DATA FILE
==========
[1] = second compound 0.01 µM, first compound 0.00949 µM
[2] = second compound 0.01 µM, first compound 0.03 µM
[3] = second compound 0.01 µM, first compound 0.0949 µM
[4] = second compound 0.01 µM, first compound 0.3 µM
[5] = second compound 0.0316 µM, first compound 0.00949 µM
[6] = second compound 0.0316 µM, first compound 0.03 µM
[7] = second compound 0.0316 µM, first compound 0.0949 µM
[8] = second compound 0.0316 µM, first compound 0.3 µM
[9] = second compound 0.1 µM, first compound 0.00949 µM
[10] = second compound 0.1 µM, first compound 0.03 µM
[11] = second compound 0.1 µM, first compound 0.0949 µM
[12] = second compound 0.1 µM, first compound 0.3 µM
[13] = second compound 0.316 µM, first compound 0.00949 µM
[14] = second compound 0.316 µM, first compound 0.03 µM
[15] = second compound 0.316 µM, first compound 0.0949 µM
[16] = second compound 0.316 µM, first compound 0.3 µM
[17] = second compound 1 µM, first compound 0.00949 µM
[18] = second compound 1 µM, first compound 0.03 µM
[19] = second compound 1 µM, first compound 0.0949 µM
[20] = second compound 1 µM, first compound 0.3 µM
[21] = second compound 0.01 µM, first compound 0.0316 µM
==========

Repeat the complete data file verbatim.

[1] = second compound 0.01 µM, first compound 0.00949 µM
[2] = second compound 0.01 µM, first compound 0.03 µM
[3] = second compound 0.01 µM, first compound 0.0949 µM
[4] = second compound 0.01 µM, first compound 0.3 µM
[5] = second compound 0.0316 µM, first compound 0.00949 µM
[6] = second compound 0.0316 µM, first compound 0.03 µM
[7] = second compound 0.0316 µM, first compound 0.0949 µM
[8] = second compound 0.0316 µM, first compound 0.3 µM
[9] = second compound 0.1 µM, first compound 0.00949 µM
[10] = second compound 0.1 µM, first compound 0.03 µM
[11] = second compound 0.1 µM, first compound 0.0949 µM
[12] = second compound 0.1 µM, first compound 0.3 µM
[13] = second compound 0.316 µM, first compound 0.00949 µM
[14] = second compound 0.316 µM, first compound 0.03 µM
[15] = second compound 0.316 µM, first compound 0.0949 µM
[16] = second compound 0.316 µM, first compound 0.3 µM
[17] = second compound 1 µM, first compound 0.00949 µM
[18] = second compound 1 µM, first compound 0.03 µM
[19] = second compound 1 µM, first compound 0.0949 µM
[20] = second compound 1 µM, first compound 0.3 µM
[21] = second compound 0.01 µM, first compound 0.0316 µM